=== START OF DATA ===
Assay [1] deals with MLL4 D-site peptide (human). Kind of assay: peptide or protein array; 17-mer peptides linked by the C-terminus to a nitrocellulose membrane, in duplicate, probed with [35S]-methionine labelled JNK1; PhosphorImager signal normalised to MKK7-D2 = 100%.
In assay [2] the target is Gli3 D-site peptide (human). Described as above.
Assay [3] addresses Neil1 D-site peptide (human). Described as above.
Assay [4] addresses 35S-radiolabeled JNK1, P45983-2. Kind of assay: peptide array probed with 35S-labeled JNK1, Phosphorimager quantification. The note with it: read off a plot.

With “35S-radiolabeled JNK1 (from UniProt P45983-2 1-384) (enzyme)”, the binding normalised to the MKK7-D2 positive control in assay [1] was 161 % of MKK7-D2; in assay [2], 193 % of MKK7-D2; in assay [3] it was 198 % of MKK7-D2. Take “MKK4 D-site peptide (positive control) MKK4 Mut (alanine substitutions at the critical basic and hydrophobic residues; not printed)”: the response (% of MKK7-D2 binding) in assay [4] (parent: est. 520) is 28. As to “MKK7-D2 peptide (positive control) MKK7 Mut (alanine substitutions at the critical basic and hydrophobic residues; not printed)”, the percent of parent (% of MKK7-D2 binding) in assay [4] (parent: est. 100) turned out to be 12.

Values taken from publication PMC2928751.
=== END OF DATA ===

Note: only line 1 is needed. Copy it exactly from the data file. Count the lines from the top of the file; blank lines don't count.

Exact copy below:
Assay [1] deals with MLL4 D-site peptide (human). Kind of assay: peptide or protein array; 17-mer peptides linked by the C-terminus to a nitrocellulose membrane, in duplicate, probed with [35S]-methionine labelled JNK1; PhosphorImager signal normalised to MKK7-D2 = 100%.